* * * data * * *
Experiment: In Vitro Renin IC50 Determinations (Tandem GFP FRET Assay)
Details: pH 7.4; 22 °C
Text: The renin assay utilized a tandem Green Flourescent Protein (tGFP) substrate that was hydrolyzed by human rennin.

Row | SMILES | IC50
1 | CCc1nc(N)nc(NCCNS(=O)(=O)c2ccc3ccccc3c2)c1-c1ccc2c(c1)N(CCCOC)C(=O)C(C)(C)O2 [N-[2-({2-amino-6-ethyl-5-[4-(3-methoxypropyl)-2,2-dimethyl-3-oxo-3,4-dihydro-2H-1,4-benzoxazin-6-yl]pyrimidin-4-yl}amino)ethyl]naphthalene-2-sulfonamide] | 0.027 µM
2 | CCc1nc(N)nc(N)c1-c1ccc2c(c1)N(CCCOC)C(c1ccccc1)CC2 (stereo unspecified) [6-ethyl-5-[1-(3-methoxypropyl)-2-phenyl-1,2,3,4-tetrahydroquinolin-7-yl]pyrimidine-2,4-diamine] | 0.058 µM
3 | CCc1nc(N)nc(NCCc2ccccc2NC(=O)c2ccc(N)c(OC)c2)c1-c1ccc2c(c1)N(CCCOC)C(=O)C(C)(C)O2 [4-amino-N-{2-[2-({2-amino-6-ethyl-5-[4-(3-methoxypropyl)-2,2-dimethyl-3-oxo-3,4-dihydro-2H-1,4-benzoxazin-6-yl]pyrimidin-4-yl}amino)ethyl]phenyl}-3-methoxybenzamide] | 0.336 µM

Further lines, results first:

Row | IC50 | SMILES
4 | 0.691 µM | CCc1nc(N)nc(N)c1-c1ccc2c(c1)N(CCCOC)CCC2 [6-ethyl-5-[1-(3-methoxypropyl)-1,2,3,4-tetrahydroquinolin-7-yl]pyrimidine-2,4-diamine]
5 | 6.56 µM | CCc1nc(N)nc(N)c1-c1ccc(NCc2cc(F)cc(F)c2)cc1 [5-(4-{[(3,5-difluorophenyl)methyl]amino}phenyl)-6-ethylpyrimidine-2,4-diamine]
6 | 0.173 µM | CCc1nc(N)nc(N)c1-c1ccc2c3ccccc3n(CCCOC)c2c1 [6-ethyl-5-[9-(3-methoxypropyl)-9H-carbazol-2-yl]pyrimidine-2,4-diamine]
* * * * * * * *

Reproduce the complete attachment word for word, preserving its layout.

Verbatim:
Experiment: In Vitro Renin IC50 Determinations (Tandem GFP FRET Assay)
Details: pH 7.4; 22 °C
Text: The renin assay utilized a tandem Green Flourescent Protein (tGFP) substrate that was hydrolyzed by human rennin.

Row | SMILES | IC50
1 | CCc1nc(N)nc(NCCNS(=O)(=O)c2ccc3ccccc3c2)c1-c1ccc2c(c1)N(CCCOC)C(=O)C(C)(C)O2 [N-[2-({2-amino-6-ethyl-5-[4-(3-methoxypropyl)-2,2-dimethyl-3-oxo-3,4-dihydro-2H-1,4-benzoxazin-6-yl]pyrimidin-4-yl}amino)ethyl]naphthalene-2-sulfonamide] | 0.027 µM
2 | CCc1nc(N)nc(N)c1-c1ccc2c(c1)N(CCCOC)C(c1ccccc1)CC2 (stereo unspecified) [6-ethyl-5-[1-(3-methoxypropyl)-2-phenyl-1,2,3,4-tetrahydroquinolin-7-yl]pyrimidine-2,4-diamine] | 0.058 µM
3 | CCc1nc(N)nc(NCCc2ccccc2NC(=O)c2ccc(N)c(OC)c2)c1-c1ccc2c(c1)N(CCCOC)C(=O)C(C)(C)O2 [4-amino-N-{2-[2-({2-amino-6-ethyl-5-[4-(3-methoxypropyl)-2,2-dimethyl-3-oxo-3,4-dihydro-2H-1,4-benzoxazin-6-yl]pyrimidin-4-yl}amino)ethyl]phenyl}-3-methoxybenzamide] | 0.336 µM

Further lines, results first:

Row | IC50 | SMILES
4 | 0.691 µM | CCc1nc(N)nc(N)c1-c1ccc2c(c1)N(CCCOC)CCC2 [6-ethyl-5-[1-(3-methoxypropyl)-1,2,3,4-tetrahydroquinolin-7-yl]pyrimidine-2,4-diamine]
5 | 6.56 µM | CCc1nc(N)nc(N)c1-c1ccc(NCc2cc(F)cc(F)c2)cc1 [5-(4-{[(3,5-difluorophenyl)methyl]amino}phenyl)-6-ethylpyrimidine-2,4-diamine]
6 | 0.173 µM | CCc1nc(N)nc(N)c1-c1ccc2c3ccccc3n(CCCOC)c2c1 [6-ethyl-5-[9-(3-methoxypropyl)-9H-carbazol-2-yl]pyrimidine-2,4-diamine]